Spinal fusion is surgery to permanently connect two or more vertebrae in your spine, eliminating motion between them, to improve stability, correct a deformity or reduce pain. Some of the most common signs that something may be wrong is lower back pain or pain in the legs, buttocks or calves when standing or walking.
If you’ve been experiencing recurring back pain, your first step would be talking to your primary care physician. If they suspect a spinal problem, like spinal stenosis, they’ll order images such as an MRI or an x-ray.
- MRI – an MRI could reveal spinal stenosis, a narrowing of the open spaces within your spine which can put pressure on your spinal cord and the nerves that travel through the spine.
- X-ray – an x-ray could reveal spondylolisthesis, a spinal disorder where one vertebra slips forward and onto the vertebra below it and causes instability and pain.
Not all back pain or spinal disorders will lead to surgery or spinal fusion, but your primary care will refer you to a surgeon if that is the best treatment option.
Fifty percent of spinal fusion procedures focus on vertebrae in the lumbar region of the lower back. During the procedure, your surgeon will need to access the spine and decompress any portion that is constricted. To fuse the vertebrae together permanently, the surgeon places bone graft material between the vertebrae. These bone grafts are used to fuse two vertebrae together and may come from a bone bank or from your own body. Metal plates, screws or rods may be used to help hold the vertebrae together while the bone graft heals. Most patients will only stay overnight in the hospital, and will be able to go home the next day. Recovery can take four months, and involves wearing a brace for six weeks, avoiding lifting or twisting, followed by physical therapy.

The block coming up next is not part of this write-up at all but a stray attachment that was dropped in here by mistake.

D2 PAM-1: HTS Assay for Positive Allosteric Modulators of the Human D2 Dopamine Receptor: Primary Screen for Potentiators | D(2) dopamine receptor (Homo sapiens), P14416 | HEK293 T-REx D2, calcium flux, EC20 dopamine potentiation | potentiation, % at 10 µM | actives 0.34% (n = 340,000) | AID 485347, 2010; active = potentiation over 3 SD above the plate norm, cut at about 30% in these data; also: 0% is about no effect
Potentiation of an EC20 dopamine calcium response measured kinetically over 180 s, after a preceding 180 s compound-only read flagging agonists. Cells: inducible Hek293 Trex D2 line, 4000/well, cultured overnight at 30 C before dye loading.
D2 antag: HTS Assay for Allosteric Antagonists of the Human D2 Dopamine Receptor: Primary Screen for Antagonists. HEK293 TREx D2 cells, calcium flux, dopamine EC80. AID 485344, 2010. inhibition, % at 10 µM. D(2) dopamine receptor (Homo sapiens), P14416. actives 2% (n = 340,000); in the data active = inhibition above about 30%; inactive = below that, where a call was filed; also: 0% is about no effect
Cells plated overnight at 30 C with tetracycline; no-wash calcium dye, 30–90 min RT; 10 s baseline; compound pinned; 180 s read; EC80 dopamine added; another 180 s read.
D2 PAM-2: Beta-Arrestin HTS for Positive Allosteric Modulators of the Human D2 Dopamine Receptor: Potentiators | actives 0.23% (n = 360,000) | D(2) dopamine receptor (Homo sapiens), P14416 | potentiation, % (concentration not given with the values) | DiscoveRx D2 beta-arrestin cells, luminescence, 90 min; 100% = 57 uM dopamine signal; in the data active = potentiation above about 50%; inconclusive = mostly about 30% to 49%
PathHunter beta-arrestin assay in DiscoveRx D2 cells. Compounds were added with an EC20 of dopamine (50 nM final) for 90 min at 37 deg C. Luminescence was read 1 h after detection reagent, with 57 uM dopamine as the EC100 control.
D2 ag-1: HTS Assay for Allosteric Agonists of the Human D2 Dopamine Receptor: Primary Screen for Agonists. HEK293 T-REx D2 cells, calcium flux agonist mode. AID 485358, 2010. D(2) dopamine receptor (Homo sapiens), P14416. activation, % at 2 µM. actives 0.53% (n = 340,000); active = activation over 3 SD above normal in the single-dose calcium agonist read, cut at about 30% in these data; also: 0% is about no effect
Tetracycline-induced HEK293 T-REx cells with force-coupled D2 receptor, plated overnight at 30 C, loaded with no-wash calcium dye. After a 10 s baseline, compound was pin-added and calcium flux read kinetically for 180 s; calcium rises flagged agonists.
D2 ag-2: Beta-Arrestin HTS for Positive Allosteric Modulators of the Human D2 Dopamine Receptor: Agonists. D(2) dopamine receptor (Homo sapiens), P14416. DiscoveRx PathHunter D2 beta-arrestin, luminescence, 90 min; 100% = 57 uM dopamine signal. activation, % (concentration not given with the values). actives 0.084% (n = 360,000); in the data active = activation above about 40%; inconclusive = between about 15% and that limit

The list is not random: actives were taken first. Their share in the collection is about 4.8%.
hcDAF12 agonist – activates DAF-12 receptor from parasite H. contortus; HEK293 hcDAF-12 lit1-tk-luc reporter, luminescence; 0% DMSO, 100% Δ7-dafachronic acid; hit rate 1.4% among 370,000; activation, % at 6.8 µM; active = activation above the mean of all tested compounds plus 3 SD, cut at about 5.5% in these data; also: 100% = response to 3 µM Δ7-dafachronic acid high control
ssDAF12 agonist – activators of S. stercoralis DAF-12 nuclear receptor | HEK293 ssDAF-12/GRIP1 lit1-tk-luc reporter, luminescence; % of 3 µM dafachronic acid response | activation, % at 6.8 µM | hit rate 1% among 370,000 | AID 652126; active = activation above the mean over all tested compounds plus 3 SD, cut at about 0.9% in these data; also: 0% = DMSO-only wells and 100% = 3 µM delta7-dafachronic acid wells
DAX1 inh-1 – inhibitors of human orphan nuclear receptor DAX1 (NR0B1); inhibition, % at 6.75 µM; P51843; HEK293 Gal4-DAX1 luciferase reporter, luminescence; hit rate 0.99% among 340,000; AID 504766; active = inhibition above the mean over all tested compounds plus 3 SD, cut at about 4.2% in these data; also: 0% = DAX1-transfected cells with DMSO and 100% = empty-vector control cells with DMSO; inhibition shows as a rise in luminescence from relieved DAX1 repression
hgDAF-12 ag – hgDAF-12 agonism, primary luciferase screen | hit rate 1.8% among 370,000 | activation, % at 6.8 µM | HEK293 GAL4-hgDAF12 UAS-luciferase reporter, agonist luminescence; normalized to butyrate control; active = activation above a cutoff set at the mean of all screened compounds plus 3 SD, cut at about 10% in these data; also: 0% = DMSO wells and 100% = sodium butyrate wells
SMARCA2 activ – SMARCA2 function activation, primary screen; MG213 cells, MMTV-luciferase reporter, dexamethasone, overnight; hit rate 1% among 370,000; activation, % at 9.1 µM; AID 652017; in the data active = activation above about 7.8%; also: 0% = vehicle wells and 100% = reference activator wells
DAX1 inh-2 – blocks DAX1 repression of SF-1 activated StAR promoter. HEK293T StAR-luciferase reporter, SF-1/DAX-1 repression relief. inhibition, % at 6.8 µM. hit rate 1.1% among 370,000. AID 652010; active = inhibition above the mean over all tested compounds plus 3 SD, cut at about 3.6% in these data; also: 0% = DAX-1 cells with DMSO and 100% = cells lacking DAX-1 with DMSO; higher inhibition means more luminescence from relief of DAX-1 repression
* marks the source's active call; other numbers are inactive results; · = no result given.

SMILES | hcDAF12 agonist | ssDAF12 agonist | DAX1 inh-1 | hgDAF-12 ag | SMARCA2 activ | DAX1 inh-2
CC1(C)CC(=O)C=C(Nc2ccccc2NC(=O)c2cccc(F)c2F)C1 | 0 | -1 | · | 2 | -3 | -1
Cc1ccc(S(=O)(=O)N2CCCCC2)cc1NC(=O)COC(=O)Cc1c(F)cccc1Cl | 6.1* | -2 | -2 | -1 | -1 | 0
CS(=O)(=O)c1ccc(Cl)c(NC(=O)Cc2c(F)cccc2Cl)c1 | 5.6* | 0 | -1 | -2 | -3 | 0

Dr. Mark Dumonski is an orthopedic surgeon in Greensboro and a member of Cone Health medical staff. He specializes in surgical and non-surgical conditions related to the cervical, thoracic and lumbar spine, and is board-certified in orthopaedic surgery. After completing his undergraduate training and medical school at the University of Connecticut, Dr. Dumonski completed his orthopaedic residency at Rush University in Chicago, IL. After residency, Dr. Dumonski dedicated an additional year of training at a spine surgery fellowship at Thomas Jefferson University in Philadelphia, PA.